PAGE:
SCOTTISH Government ministers say they only learned of new Brexit papers on trade and customs at the last possible minute, after staff at the Scotland Office forgot to tell them.

According to Scottish Brexit minister Michael Russell, the UK Government said it had “slipped their mind” to tell the devolved administration what was happening.

The Scotland Office, however, say this is simply untrue.

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Speaking at a Fringe event organised by Holyrood magazine, and the Investment Association, Russell said: “This afternoon, at some unspecified time, [the UK Government are] going to publish a major paper on customs and trade. We didn’t know that this morning. We haven’t seen that paper. We haven’t influenced that paper in any way.”

He added: “Moreover, the customs Bill, which we have not seen, which will require legislative consent, is going to be published at some stage in October. We keep getting told there aren’t Bills, and then Bills miraculously appear from somewhere.

“And to add insult to injury, in that email that Keith [Brown] and I have had, there’s an apology from the Scotland Office – which apparently still exists, and has some relevance – for not having let us know earlier; it slipped their mind.”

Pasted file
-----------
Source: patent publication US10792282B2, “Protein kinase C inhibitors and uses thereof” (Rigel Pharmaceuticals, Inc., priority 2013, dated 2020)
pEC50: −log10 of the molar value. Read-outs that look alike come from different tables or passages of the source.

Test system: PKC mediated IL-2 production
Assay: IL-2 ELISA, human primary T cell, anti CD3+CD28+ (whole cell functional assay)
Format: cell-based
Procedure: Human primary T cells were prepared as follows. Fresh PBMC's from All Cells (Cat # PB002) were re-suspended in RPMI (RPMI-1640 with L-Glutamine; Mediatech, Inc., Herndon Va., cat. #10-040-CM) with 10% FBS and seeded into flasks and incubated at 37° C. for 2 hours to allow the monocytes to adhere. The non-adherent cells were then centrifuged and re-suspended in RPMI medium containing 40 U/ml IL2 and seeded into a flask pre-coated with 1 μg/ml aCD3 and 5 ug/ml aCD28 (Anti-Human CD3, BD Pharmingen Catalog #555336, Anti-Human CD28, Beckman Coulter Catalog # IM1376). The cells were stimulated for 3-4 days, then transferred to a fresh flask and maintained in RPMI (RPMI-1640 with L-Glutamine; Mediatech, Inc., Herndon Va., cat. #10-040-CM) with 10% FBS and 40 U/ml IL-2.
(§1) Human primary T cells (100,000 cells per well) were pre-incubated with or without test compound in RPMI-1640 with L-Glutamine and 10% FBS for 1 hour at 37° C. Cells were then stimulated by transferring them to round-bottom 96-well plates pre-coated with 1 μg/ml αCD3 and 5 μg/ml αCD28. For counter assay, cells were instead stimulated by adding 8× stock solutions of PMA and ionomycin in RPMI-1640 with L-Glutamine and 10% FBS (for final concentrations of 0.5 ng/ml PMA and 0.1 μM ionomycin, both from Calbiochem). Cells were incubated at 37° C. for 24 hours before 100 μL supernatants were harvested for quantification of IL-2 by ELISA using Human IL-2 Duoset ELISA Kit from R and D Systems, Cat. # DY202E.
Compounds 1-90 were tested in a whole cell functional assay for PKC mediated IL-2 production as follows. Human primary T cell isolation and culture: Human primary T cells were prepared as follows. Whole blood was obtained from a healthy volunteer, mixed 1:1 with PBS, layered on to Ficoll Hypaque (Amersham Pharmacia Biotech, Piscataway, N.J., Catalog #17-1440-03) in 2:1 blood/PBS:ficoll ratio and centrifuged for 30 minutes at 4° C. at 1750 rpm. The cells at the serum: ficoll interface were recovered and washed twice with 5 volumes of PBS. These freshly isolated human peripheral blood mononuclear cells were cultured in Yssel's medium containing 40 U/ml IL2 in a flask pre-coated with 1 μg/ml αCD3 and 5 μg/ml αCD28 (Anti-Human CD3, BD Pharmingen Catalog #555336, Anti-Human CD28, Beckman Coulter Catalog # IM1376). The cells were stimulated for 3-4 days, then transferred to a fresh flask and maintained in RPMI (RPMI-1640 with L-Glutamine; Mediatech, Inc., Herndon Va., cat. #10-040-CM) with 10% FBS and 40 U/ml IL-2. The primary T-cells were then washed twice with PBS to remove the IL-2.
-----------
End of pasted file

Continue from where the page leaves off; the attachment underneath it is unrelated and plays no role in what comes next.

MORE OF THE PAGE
Russell said it was symptomatic of a real communication problem from the Brexit-obsessed Tories. He suggested no-one, not even the financial sector with their considerable clout, was being listened to by the Cabinet.

“Even the Chancellor doesn’t appear to have been able to influence the Brexiteers,” Russell said. “I don’t think they’re an organised group, they’re fanatic about leaving the EU.”

In a bleak fringe meeting looking at the impact of Brexit on the country’s financial sector, Russell said its firms were already seeing staff moving away. “There’s no possibility of a ‘good Brexit’,” he said. “You can’t have a ‘successful Brexit’. That’s not going to happen. What we could and will try to do is to mitigate the damage in so far as we can.”

Russell’s colleague Keith Brown, the Scottish Government’s finance secretary, said the sector should be more vocal, in the way he says it had been in 2014.

Brown asked: “The financial sector are not threatening to leave, and my issue is, why is that the case?

“We’re used to having people threaten to leave Scotland on the basis of constitutional change. Why is the sector so quiet?”

He added: “Perhaps more robust interventions from the sector might have meant that the UK Government started listening at an earlier stage.

After the EU referendum, Brown, at the First Minister’s behest, phoned Scotland’s financial sector.

He said then that they weren’t worried, that they had an ‘in’ to the UK Government and they were being listened to. “I think now they’ll tell you they don’t have that, and they have grown increasingly frustrated,” he said. “You have to start speaking up a bit more vociferously.”

Responding to Russell’s claims, a Scotland Office spokesperson said:  "The claim that the Scottish Government was not notified of the trade white paper because of an oversight by the Scotland Office is categorically untrue.

"The UK Government’s Department for International Trade shared the white paper with Scottish Government ahead of publication. We are committed to working with each of the devolved administrations on the UK’s future trade policy.”